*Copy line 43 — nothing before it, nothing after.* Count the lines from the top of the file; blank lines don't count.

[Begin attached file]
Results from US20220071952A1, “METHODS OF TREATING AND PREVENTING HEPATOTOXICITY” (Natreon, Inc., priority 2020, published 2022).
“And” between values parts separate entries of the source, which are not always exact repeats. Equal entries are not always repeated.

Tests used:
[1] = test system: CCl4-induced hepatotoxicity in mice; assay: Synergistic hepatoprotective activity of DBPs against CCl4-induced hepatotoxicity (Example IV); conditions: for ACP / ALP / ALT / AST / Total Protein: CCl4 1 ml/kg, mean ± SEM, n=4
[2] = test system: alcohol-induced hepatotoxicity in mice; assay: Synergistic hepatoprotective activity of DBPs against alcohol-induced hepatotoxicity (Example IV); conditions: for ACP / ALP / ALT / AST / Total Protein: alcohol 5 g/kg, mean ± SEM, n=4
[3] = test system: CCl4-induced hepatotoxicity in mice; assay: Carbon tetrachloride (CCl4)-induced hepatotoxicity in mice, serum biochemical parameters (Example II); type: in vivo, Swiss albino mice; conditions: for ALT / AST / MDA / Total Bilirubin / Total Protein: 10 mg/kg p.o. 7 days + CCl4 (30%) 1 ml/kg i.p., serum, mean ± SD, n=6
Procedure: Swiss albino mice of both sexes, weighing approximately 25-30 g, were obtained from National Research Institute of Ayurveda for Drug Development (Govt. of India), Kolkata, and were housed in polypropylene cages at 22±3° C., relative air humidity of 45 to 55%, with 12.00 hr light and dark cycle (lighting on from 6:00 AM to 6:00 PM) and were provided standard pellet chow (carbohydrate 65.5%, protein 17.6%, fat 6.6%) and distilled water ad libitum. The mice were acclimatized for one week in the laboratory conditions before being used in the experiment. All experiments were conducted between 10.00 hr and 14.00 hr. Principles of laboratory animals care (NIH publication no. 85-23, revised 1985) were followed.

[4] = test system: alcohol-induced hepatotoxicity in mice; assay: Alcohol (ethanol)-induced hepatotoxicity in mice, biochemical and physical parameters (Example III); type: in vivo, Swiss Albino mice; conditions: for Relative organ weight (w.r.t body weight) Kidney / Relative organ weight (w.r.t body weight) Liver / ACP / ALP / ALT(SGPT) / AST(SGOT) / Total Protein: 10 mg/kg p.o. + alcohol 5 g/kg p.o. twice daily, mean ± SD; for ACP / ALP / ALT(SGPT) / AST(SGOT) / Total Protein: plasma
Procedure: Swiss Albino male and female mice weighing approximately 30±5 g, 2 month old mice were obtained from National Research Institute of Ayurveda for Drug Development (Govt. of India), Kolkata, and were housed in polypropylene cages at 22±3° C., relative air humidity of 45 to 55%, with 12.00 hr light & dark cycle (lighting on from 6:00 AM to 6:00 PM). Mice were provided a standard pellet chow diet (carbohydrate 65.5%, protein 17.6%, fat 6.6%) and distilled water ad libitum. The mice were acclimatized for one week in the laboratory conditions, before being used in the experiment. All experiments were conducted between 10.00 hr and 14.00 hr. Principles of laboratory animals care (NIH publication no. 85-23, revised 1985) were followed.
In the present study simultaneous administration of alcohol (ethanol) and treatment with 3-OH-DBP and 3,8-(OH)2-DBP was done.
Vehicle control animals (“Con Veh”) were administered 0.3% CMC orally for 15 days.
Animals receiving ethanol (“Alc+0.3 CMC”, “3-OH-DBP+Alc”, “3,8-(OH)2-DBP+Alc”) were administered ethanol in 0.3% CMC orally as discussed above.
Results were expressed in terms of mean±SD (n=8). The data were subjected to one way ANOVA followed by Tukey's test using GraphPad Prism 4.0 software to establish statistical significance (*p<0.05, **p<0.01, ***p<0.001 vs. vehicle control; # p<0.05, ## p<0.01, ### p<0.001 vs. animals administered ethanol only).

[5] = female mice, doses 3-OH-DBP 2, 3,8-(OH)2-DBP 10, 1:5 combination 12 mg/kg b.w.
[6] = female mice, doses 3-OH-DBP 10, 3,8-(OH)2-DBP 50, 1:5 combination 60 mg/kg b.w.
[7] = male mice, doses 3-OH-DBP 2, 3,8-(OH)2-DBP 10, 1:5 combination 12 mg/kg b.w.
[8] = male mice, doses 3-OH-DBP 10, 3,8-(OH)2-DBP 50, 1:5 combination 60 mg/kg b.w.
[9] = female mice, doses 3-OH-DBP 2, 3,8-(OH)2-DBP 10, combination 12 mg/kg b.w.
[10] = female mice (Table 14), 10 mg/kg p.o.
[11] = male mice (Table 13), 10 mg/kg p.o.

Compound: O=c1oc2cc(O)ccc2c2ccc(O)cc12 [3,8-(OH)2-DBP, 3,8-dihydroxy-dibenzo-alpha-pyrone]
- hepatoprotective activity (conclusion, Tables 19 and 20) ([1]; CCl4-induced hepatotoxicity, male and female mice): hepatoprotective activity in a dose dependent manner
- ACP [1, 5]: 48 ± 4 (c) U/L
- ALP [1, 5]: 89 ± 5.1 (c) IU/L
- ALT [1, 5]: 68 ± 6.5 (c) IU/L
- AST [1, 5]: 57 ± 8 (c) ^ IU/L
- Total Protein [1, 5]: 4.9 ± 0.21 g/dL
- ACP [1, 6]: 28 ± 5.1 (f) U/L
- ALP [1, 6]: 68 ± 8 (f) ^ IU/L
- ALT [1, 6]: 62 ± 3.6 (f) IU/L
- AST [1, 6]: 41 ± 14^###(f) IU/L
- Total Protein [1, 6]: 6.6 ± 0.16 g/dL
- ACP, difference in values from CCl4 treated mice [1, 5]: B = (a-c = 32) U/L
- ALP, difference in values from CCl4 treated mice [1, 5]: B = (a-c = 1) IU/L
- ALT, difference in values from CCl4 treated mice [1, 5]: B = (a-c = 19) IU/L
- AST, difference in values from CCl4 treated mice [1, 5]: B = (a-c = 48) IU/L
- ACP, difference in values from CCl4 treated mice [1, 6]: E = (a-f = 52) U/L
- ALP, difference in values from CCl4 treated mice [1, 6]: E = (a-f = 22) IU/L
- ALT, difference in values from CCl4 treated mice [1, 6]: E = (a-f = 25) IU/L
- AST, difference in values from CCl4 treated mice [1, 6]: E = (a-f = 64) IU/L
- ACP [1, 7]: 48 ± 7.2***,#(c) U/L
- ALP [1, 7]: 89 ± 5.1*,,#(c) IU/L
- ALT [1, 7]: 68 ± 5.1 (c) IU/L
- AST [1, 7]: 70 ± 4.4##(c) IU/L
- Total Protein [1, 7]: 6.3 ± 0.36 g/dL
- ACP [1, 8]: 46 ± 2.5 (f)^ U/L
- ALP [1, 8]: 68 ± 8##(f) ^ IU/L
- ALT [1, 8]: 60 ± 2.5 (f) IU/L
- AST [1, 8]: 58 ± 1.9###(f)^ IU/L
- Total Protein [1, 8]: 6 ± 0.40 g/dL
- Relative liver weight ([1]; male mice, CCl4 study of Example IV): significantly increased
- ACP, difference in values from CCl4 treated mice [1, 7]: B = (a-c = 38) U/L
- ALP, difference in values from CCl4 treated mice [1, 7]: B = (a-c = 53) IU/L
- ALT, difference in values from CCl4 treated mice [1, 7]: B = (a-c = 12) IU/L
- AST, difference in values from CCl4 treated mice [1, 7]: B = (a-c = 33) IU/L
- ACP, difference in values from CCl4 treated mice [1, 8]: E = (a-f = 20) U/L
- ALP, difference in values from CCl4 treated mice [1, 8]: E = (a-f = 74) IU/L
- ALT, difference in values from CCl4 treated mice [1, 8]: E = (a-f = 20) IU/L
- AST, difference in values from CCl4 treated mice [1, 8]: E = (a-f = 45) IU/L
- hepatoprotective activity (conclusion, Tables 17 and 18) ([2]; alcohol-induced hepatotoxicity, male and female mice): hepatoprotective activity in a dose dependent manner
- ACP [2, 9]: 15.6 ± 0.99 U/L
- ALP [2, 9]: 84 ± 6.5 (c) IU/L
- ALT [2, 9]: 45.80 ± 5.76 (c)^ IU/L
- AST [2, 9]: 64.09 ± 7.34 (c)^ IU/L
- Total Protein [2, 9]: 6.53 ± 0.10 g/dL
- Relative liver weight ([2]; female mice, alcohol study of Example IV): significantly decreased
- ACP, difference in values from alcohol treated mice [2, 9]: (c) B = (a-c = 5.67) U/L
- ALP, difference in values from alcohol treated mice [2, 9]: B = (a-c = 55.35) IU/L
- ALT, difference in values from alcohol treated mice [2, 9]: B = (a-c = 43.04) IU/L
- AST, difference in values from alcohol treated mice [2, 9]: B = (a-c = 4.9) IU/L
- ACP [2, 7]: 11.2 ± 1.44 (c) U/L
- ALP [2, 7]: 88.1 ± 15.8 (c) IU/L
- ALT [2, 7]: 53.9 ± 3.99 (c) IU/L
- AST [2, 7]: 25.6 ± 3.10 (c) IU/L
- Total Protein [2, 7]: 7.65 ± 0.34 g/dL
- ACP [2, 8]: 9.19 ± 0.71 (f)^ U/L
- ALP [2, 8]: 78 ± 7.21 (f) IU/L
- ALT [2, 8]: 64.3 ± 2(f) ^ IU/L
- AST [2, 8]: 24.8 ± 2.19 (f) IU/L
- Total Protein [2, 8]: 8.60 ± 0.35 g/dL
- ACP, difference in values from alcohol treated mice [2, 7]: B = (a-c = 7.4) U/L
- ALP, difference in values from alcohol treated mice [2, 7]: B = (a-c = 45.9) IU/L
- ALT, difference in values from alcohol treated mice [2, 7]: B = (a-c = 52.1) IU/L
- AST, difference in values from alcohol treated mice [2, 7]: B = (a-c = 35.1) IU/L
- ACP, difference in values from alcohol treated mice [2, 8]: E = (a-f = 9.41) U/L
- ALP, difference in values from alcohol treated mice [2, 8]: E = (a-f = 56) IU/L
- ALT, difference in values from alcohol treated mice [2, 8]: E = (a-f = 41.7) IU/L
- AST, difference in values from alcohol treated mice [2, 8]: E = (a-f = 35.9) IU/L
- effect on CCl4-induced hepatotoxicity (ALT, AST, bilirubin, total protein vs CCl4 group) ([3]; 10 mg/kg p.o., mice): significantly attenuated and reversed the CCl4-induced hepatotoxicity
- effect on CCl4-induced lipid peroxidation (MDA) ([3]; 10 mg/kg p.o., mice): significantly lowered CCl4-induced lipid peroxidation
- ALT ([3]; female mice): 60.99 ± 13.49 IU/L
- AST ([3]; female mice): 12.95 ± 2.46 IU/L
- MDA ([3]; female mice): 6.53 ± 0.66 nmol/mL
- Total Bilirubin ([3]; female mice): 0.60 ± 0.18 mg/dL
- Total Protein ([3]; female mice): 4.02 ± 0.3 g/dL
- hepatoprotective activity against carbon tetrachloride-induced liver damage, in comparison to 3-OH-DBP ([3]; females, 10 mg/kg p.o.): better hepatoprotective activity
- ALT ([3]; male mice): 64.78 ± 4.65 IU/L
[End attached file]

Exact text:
- ALT [1, 7]: 68 ± 5.1 (c) IU/L